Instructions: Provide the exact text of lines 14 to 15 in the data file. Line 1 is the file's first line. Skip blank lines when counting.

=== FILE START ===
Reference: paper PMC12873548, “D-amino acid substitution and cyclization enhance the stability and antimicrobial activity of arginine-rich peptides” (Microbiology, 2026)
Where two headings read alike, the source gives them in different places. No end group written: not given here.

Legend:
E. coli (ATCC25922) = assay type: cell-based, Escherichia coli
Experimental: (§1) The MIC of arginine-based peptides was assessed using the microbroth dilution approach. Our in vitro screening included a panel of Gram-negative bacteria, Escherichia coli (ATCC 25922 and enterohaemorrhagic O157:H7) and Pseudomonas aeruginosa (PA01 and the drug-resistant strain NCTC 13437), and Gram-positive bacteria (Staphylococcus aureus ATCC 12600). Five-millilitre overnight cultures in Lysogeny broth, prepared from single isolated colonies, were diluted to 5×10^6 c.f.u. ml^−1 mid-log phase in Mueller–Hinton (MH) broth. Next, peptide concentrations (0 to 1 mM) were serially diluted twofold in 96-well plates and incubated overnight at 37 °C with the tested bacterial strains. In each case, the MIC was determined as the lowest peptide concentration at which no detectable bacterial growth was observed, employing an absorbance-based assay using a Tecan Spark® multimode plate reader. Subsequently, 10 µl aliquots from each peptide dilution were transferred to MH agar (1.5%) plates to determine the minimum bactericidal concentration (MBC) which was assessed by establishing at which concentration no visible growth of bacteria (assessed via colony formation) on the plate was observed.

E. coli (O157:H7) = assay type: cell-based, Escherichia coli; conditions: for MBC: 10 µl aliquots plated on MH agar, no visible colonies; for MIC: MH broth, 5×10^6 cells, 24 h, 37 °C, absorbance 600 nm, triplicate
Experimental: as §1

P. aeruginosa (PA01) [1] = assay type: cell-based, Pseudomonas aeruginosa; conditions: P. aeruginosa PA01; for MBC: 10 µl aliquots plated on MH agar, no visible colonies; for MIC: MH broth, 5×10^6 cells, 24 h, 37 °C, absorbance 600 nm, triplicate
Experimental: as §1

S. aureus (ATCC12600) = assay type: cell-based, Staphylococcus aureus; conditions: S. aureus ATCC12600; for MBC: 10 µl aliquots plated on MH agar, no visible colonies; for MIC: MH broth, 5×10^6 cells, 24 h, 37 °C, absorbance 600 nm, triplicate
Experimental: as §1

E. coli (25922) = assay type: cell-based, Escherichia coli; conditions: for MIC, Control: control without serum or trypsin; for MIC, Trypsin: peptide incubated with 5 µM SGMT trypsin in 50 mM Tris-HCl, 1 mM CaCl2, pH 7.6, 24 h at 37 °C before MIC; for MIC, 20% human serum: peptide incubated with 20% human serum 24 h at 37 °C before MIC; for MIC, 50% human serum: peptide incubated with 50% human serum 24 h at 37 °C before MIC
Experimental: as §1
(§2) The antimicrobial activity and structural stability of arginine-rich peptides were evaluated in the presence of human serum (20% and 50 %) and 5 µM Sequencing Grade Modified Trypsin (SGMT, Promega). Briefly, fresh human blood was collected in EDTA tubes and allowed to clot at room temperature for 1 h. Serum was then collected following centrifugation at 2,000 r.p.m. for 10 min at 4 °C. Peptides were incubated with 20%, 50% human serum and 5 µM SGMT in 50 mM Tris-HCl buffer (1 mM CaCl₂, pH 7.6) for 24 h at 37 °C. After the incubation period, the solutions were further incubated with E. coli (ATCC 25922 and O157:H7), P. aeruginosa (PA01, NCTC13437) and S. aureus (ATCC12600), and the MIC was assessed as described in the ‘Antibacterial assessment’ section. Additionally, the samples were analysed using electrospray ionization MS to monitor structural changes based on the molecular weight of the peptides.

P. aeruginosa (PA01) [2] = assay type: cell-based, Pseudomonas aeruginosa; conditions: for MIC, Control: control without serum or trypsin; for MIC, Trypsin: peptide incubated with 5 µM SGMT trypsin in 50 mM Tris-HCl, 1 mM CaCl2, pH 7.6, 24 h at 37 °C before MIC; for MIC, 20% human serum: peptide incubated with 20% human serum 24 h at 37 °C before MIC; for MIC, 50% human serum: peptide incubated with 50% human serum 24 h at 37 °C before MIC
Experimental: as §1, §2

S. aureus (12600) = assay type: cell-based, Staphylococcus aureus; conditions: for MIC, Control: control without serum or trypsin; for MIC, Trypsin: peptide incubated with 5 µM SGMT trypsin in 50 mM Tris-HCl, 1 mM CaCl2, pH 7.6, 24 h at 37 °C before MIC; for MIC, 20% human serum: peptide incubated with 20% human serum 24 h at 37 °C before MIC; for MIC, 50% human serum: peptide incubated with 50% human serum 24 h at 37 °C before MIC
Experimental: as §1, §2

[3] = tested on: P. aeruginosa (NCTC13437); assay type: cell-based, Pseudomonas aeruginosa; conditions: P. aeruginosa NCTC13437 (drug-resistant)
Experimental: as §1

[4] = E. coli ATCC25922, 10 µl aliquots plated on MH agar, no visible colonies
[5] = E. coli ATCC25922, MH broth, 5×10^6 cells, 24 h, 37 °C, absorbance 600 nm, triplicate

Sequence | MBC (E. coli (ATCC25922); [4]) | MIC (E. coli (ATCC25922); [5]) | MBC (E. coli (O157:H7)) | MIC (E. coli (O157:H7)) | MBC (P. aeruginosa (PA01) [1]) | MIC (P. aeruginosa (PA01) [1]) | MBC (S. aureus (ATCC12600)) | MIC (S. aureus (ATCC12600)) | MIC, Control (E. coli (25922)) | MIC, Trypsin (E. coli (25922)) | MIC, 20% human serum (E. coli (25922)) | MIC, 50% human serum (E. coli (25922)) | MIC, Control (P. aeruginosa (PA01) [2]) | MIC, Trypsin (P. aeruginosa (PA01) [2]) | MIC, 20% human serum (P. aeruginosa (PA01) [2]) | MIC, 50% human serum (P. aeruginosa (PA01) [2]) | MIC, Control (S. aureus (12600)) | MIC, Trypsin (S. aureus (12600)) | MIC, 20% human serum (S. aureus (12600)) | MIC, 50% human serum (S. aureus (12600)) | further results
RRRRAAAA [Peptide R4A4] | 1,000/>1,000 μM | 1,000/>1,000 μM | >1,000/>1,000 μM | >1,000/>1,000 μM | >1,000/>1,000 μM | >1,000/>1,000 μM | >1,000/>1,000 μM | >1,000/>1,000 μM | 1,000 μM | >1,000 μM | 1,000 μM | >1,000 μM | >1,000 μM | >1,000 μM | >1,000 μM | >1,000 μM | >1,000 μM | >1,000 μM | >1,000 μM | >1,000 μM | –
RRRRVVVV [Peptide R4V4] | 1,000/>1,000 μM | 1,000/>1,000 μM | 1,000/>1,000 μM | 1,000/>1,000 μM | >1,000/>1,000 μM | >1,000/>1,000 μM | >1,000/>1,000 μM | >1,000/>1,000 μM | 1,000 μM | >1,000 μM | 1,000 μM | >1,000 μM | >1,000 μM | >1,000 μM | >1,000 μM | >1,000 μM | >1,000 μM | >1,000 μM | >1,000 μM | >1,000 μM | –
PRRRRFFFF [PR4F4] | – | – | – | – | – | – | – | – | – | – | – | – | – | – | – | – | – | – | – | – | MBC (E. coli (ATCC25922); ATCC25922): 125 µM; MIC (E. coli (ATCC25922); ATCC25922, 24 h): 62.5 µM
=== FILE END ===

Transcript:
(§2) The antimicrobial activity and structural stability of arginine-rich peptides were evaluated in the presence of human serum (20% and 50 %) and 5 µM Sequencing Grade Modified Trypsin (SGMT, Promega). Briefly, fresh human blood was collected in EDTA tubes and allowed to clot at room temperature for 1 h. Serum was then collected following centrifugation at 2,000 r.p.m. for 10 min at 4 °C. Peptides were incubated with 20%, 50% human serum and 5 µM SGMT in 50 mM Tris-HCl buffer (1 mM CaCl₂, pH 7.6) for 24 h at 37 °C. After the incubation period, the solutions were further incubated with E. coli (ATCC 25922 and O157:H7), P. aeruginosa (PA01, NCTC13437) and S. aureus (ATCC12600), and the MIC was assessed as described in the ‘Antibacterial assessment’ section. Additionally, the samples were analysed using electrospray ionization MS to monitor structural changes based on the molecular weight of the peptides.

P. aeruginosa (PA01) [2] = assay type: cell-based, Pseudomonas aeruginosa; conditions: for MIC, Control: control without serum or trypsin; for MIC, Trypsin: peptide incubated with 5 µM SGMT trypsin in 50 mM Tris-HCl, 1 mM CaCl2, pH 7.6, 24 h at 37 °C before MIC; for MIC, 20% human serum: peptide incubated with 20% human serum 24 h at 37 °C before MIC; for MIC, 50% human serum: peptide incubated with 50% human serum 24 h at 37 °C before MIC